Habitat and Range

Black bears generally require large areas of diverse habitat to thrive. Bears are particularly successful at Shenandoah National Park because the park provides large areas of contiguous, high quality, forest habitat. Stands of mast producing trees (most importantly oaks) continue to mature and in good years are producing ever larger acorn crops.

Within the park, male black bears were found to occupy ranges of from 10 to nearly 300 square miles while females ranged in areas from approximately 1 to 20 square miles. Most home ranges extended well beyond park boundaries. Black bears will travel significant distances when food sources are scarce.

Den sites within the park are most commonly located within hollow trees but have also been found in snags, rock crevices, brush piles, and ground excavations. After emerging from their winter dens in spring, bears seek southerly facing slopes at lower elevations for forage and move to northerly and easterly facing slopes at higher elevations as summer progresses.

Black Bear Virginia county occurence map VADGIF 2009.
Black Bear occurence map VADGIF 2009.



Bears are most active at dawn and dusk but also are seen by visitors during daylight hours.They have a keen sense of smell, hearing, and eyesight at short distances. Eyesight at longer distances is poor.


Although they are carnivores, their diet is quite varied and they tend to be opportunistic. They will eat grubs and other insects, roots, flowers, grasses, acorns, fruit, and carrion, as well as groundhogs, deer, and other small mammals. Feeding during the fall is intense with one to two pound gains per day. Bears will raid orchards, beehives, and agricultural crops. They also frequent garbage dumps or may raid the trash bins of businesses or private homes. Black bears may occasionally prey on domestic sheep and pigs when their natural foods are scarce.

Ecosystem Role

Black bears are at the top of the food chain. As a result, they eat animals that are more readily captured due to age or weakness caused by injury or illness thus having some influence on population dynamics of some species. Foraging activities by bears probably help with decomposition in forested environments where they tear apart logs and snags to gain access to insects or where they may excavate plants from the ground. Their consumption of berries, and fruits aids in the distribution of the seeds of various plants.

Black bear predators include other black bears, man, and grizzly bears (Ursus arctos horriblis) which are not present at Shenandoah. Coyotes (Canis latrans) and bobcats (Felix rufus) may prey on cubs.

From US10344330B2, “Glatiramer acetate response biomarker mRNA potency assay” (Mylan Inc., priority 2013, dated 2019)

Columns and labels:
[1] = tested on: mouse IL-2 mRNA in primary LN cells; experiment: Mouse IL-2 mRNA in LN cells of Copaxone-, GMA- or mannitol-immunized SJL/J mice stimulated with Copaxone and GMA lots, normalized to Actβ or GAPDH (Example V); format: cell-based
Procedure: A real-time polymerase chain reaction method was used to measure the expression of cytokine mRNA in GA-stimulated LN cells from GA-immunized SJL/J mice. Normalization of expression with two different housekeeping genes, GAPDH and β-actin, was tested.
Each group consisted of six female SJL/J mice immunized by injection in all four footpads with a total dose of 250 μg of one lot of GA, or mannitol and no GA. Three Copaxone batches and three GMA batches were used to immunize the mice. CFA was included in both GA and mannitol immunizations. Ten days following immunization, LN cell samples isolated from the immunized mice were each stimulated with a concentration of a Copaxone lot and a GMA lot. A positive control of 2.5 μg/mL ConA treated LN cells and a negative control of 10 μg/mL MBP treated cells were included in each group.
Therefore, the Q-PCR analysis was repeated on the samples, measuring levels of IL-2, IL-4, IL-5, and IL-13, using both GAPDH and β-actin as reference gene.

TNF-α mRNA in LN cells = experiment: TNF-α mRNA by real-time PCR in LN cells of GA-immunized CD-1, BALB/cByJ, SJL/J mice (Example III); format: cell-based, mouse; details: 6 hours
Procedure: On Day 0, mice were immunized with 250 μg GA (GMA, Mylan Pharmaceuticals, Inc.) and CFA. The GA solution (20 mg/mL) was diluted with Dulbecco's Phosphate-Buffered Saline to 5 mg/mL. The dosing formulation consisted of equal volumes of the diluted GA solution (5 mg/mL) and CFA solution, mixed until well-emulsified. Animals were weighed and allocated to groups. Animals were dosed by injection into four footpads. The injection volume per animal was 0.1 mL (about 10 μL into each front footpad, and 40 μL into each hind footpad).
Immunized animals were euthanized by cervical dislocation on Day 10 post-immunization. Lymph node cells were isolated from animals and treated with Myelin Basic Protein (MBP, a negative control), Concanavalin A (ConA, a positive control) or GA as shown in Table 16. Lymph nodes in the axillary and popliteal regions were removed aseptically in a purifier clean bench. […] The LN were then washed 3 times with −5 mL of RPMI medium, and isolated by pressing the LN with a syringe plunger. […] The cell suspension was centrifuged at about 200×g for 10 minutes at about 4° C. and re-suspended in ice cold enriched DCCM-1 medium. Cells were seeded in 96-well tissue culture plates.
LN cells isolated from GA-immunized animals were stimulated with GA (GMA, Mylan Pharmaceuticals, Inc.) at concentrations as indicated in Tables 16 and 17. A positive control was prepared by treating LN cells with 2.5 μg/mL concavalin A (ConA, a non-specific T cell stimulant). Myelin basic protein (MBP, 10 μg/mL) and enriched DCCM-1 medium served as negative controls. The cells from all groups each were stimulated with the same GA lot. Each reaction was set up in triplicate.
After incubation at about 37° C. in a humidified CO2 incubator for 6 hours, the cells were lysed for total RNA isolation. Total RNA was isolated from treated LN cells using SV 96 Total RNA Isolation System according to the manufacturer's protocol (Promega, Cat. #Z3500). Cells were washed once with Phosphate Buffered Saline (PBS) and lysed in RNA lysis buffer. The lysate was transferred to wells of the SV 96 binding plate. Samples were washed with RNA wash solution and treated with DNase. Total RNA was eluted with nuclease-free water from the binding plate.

Black bears are thriving in Shenandoah National Park and in Virginia as a whole. Nevertheless, threats to this iconic animal do exist. Habitat destruction and expansion of suburban areas can result in reduced habitat quanitity or quality for bears. In addition, increasing human populations in conjunction with increasing bear populations can lead to negative interactions that may harm individual bears. For example, when human garbage isn't stored properly, black bears view it as a food source and may become a problem in residential areas. These animals may then need to be destroyed by wildlife officials. In addition, poaching, or illegal killing, is also a threat to black bears in Virginia. In some parts of the world, bear gall bladders and paws are believed to have traditional medicinal value, and this has led to a lucrative market in these items - a market which ultimatley increases poaching of bears. The Convention of International Trade in Endangered Species of Wild Fauna and Flora (CITES), a treaty among more than 120 nations, provides measures to curb illegal trade in wildlife and wildlife products across international boundaries, help to protect the black bear from poaching.


Living With Black Bears

As indicated above, black bears can become a nuisance when they seek sources of food and come in close contact with people. The National Park Service has taken extensive measures to keep bears and people separated from one another. Review how to enjoy bears safely. When visiting the park you have a responsibility to keep your distance from the bears, not attempt to feed any wildlife in the park, and to properly handle, store, and dispose of your food and garbage. When backcountry camping make sure to store food in an approved bear-resistant food canister. Visit the Virginia Department of Game & Inland Fisheries to learn about living with Black Bears In Virginia.


Black Bears in National Parks

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    Last updated: April 25, 2022